Here's why I wrote this ebook.

 

In which Jill explains the need for Shelter Reform in the Digital Age.

Many of us in the animal rescue community start out wearing rose-colored glasses. When I began visiting animal shelters and networking dogs on social media, I was a babe in the woods. I assumed that all animal shelters were modern and well-run; that they leveraged technology effectively; that everyone cared as much about saving lives as I did; and that fellow animal-lovers could collaborate, each of us leveraging our individual skills in the spirit of teamwork and saving lives.

Call me Pollyanna.

The pendulum swung the other way when I saw how some shelters operated. I visited shelters where staff members refused to enter the kennels. Shelter managers avoided answering emails, presumably afraid to put anything in writing. Meanwhile, rescues remained on the sidelines until a dog’s online pledges topped $500.00. Shockingly many would override a qualified adopter to get the dog, only to take it to a boarding facility.  Online chats would often blow up as tempers flared and people resorted to using aliases online to troll others. Some of these same people would disappear when asked to help, but show up later to lecture people in capital letters.

Humans are at the root of social problems and, while I couldn’t fix tempers in chat rooms, I could at least call attention to some of the organizational and process dysfunctions so prevalent—and fixable!—in the shelter system.

What began as a catalog of the common animal rescue challenges quickly took on a life of its own. How could I document problems without proposing solutions?  Maybe the lack of creativity and innovation were the culprits? Maybe it was time to modernize outdated shelter technology and manage the data?  And what about ongoing governance and updated policies?

The result became an ebook, Shelter Reform in the Digital Age. It inventories the problems many shelters should be able to overcome. The recipe calls for infrastructure modernization, updated measurement, digitization, data, and visionary leadership.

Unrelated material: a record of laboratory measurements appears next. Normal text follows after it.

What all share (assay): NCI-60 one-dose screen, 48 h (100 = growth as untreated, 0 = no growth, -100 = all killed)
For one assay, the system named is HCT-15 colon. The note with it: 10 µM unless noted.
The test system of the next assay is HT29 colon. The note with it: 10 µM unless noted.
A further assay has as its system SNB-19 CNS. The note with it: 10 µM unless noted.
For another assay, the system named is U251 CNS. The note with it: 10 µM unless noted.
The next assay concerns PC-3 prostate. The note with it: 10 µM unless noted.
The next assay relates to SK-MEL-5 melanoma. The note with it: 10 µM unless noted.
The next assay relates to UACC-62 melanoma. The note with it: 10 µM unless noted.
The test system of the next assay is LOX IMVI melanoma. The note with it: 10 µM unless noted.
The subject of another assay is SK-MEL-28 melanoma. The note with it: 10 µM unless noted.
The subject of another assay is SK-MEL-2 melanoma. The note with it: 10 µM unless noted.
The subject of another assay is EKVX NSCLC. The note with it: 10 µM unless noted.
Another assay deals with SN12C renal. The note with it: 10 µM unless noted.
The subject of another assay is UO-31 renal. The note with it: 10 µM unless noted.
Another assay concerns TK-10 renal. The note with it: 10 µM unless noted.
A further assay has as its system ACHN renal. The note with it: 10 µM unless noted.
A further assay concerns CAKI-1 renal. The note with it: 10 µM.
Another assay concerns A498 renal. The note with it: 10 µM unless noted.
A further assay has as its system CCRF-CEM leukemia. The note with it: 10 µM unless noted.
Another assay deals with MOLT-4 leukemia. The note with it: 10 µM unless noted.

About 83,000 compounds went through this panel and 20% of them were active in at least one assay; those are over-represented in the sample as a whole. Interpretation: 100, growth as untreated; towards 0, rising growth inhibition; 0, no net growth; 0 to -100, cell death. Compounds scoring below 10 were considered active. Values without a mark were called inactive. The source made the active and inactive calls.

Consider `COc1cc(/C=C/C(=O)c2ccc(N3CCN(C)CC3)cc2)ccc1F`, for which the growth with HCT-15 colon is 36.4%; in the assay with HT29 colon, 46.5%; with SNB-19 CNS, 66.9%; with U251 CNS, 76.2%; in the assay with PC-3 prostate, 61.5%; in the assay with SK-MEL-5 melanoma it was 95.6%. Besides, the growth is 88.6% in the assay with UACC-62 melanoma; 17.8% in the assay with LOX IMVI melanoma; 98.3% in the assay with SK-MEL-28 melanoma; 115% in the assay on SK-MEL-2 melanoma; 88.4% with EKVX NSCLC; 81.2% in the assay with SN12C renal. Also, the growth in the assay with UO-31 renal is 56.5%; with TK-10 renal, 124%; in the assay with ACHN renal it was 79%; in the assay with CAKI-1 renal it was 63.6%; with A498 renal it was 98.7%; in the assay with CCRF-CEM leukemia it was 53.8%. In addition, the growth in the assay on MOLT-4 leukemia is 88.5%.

Happily, since I wrote the ebook two years ago, some of the dreams I envisioned have come true! Shelters like Ventura County Animal Services have introduced mobile apps, making it easier for potential adopters to browse available animals and receive real-time updates. Tablet computers now greet visitors at Austin Pets Alive! offering updated information about adoptable pets, and search functionality for common questions and answers. And L.A.’s new  Wallis Annenberg Pet Space features interactive screens to help visitors understand the plight of adoptable animals—which stay in state-of-the-art “adoption suites” complete with floors that absorb and treat waste. Pet Space offers opportunities for the community to participate in the no-kill movement with workshops on topics like puppy development, crate training, and animal behavior science. 

When I wrote the ebook most of my proposals came from a combination of my experience as a management consultant and my imagination. As you read it now some of the remedies will look familiar. Maybe you’ve even seen data analytics and shelter videos in action? The real promise of the innovations taking place in animal shelters around the world is: if we can modernize shelters, we humans can spend less time in online chat rooms and more time with our companion animals!

Hopefully, that will be sooner than we think.

 
Outta the Cage